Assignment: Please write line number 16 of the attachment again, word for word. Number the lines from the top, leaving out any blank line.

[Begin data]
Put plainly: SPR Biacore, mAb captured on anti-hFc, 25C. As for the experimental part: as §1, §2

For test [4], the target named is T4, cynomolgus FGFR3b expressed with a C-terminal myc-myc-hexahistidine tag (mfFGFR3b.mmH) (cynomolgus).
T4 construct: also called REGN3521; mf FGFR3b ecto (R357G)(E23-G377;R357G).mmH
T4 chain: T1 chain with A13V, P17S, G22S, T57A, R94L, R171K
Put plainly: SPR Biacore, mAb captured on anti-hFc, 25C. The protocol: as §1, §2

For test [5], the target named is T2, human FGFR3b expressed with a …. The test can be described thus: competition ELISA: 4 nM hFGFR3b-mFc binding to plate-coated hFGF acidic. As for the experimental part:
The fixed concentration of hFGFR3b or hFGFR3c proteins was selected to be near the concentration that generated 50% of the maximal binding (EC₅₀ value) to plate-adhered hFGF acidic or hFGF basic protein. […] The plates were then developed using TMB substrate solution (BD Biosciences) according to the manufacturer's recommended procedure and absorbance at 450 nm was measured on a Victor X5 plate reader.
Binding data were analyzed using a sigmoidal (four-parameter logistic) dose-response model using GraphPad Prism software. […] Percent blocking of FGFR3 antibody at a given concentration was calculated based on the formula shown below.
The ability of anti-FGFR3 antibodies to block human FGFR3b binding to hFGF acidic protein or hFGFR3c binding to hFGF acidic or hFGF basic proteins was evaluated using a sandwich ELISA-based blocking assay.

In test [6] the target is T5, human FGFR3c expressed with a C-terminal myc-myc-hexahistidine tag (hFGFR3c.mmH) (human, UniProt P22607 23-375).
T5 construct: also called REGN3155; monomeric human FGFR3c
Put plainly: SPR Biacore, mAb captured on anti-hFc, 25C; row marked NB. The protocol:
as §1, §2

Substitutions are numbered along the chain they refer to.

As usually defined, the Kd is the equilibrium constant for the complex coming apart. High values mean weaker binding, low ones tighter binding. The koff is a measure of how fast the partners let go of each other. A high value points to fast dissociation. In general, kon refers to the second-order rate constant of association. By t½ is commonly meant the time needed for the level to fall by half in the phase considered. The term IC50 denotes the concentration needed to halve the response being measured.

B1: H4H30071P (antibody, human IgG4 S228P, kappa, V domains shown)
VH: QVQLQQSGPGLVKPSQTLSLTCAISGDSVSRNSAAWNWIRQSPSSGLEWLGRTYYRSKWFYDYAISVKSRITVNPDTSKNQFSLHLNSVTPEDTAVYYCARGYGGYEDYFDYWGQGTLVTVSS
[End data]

B1: H4H30071P (antibody, human IgG4 S228P, kappa, V domains shown)